2 Following

Stop Making Sense

I read anything that's nailed down, or even just moving slowly. Cereal boxes, candy wrappers, all genres, etc., and I don't always have much time for arbitrary distinctions like literary fiction vs. genre fiction.

Bad Pharma: How Drug Companies Mislead Doctors and Harm Patients

Bad Pharma: How Drug Companies Mislead Doctors and Harm Patients - Ben Goldacre This book should be required reading for all medical/nursing/therapy students, potential clinical researchers, prospective pharmaceutical company employees, and health journalists.

I worked in medicine, allied health, and clinical research for more than 25 years, and the situation is even worse than I thought. A logical extension of Goldacre's previous book, Bad Science, Bad Pharma details how missing and misleading data are harming policy, physicians, and patients every day. He also offers solid (if overly optimistic) possibilities for addressing the worst of the offenses at the end of each section of the book.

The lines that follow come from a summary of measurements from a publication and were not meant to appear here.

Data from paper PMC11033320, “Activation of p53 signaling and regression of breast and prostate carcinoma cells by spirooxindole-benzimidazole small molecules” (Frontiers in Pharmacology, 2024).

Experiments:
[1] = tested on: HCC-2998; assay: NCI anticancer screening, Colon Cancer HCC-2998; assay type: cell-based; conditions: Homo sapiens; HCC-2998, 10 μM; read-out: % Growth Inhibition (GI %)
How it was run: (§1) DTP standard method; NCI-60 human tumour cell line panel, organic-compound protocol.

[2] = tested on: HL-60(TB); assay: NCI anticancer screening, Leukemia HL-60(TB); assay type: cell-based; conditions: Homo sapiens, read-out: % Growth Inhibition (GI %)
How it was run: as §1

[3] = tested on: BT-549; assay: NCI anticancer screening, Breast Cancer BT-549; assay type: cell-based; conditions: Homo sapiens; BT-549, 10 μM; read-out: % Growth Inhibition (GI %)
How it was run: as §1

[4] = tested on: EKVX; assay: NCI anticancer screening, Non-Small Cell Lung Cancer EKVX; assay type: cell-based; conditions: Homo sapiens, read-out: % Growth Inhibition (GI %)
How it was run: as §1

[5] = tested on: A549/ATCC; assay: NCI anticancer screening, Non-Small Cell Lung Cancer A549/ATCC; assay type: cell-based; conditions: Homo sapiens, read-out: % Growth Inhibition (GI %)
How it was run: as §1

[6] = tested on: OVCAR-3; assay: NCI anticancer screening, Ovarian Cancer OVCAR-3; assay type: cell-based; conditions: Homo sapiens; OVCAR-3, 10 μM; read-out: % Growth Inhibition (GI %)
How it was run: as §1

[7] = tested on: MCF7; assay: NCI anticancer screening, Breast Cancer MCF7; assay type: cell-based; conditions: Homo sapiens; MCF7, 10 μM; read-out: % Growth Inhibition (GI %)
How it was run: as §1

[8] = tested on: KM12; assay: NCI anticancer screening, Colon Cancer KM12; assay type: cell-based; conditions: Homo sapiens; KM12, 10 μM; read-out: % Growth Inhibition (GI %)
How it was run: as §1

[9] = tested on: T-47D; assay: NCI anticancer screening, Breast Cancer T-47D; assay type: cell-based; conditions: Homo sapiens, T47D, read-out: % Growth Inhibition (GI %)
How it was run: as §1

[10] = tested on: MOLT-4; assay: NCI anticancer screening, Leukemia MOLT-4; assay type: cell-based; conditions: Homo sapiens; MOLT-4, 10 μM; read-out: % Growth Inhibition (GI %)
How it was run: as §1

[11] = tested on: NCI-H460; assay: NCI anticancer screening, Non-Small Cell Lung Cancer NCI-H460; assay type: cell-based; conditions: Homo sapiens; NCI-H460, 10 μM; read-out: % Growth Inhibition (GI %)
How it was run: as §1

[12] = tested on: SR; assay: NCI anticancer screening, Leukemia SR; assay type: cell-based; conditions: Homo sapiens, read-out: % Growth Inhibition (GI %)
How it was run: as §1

The material can seem a bit overwhelming if taken in all at once. But that's the nature of the beast with health care. One easy thing each of us can do is check whether our physicians have accepted any industry money by going to the Physician Payments Sunshine Act site once it's up and running (should be no later than Sept. 2014).

Goldacre has performed public service of the highest order with this book. Read it.

Edited to add: just for the hell of it, I just searched the clinical trials registry database (clinicaltrials.gov) for all completed Phase III intervention trials (these are the studies that can get drugs approved or rejected for marketing in the U.S.), and discovered that 60% of them have never been published. Your doctors, people writing treatment guidelines, insurance companies, and policy makers are missing more than half of the evidence needed to make good decisions. Get educated, everybody.